China May Be What Europe Was

A quote from Spengler at The Asia Times, 7 August 2007

Ten thousand Chinese become Christians each day, according to a stunning report by the National Catholic Reporter's veteran correspondent John Allen, and 200 million Chinese may comprise the world's largest concentration of Christians by mid-century. […] China may be for the 21st century what Europe was during the 8th-11th centuries, and America has been during the past 200 years: the natural ground for mass evangelization. If this occurs, the world will change beyond our capacity to recognize it. Islam might defeat the western Europeans, simply by replacing their diminishing numbers with immigrants, but it will crumble beneath the challenge from the East.

China, devoured by hunger so many times in its history, now feels a spiritual hunger beneath the neon exterior of its suddenly great cities. Four hundred million Chinese on the prosperous coast have moved from poverty to affluence in a single generation, and 10 million to 15 million new migrants come from the countryside each year, the greatest movement of people in history. [...] it is the great migration of peoples that prepares the ground for Christianity, just as it did during the barbarian invasions of Europe during the Middle Ages.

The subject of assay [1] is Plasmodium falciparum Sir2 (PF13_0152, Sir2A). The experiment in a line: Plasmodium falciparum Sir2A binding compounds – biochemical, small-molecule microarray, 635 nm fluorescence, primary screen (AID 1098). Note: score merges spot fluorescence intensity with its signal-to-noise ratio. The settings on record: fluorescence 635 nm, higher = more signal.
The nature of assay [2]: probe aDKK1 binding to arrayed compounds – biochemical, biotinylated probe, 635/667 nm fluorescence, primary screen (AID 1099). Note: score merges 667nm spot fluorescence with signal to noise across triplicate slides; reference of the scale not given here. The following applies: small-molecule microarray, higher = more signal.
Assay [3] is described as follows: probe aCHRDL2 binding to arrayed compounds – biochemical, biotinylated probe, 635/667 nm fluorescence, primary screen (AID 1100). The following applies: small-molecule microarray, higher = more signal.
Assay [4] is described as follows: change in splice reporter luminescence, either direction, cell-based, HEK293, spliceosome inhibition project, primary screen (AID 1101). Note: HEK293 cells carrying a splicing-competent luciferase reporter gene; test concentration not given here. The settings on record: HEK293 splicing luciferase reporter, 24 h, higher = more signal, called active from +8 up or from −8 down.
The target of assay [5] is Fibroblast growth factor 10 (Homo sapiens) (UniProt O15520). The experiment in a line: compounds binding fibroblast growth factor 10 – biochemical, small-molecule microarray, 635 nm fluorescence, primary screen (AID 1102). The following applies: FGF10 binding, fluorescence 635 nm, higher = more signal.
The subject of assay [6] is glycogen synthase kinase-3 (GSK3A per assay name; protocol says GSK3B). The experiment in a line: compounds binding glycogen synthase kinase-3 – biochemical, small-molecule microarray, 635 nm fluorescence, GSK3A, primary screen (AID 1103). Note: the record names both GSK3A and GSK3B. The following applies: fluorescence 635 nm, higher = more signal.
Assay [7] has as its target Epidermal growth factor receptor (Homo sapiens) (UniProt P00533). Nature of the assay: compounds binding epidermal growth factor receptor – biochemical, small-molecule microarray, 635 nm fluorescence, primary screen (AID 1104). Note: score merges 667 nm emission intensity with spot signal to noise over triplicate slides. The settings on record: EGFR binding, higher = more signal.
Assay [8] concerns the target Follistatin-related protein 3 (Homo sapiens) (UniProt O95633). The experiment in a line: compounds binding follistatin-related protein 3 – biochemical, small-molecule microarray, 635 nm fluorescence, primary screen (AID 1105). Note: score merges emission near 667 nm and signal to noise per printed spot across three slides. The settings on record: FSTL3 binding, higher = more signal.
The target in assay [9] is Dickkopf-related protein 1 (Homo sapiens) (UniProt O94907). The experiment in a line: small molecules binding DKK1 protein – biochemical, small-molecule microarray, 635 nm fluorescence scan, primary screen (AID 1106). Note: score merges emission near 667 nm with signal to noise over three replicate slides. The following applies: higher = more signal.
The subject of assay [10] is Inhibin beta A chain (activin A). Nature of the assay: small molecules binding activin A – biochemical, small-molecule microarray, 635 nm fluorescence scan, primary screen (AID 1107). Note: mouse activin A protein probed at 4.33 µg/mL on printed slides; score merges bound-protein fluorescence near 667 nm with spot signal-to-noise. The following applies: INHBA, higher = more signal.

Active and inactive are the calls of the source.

Last month's murder of reverend Bae Hyung-kyu, the leader of the missionaries still held hostage by Taliban kidnappers in Afghanistan, drew world attention to the work of South Korean Christians, who make up nearly 30% of that nation's population and send more evangelists to the world than any country except the United States. This is only a first tremor of the earthquake to come, as Chinese Christians turn their attention outward. [...] People do not live in a spiritual vacuum; where a spiritual vacuum exists, as in western Europe and the former Soviet Empire, people simply die, or fail to breed. [...]

The World Christian Database offers by far the largest estimate of the number of Chinese Christians at 111 million, of whom 90% are Protestant, mostly Pentecostals. Other estimates are considerably lower, but no matter; what counts is the growth rate. This uniquely American denomination, which claims the inspiration to speak in tongues like Jesus' own disciples and to prophesy, is the world's fastest-growing religious movement, with 500,000 adherents. In contrast to Catholicism, which has a very long historic presence in China but whose growth has been slow, charismatic Protestantism has found its natural element in an atmosphere of official suppression. [...]

Islam in China remains the religion of the economic losers, whose geographic remoteness isolates them from the economic transformation on the coasts. Christianity, by contrast, has burgeoned among the new middle class in China's cities, where the greatest wealth and productivity are concentrated. Islam has a thousand-year presence in China and has grown by natural increase rather than conversion; evangelical Protestantism had almost no adherents in China a generation ago.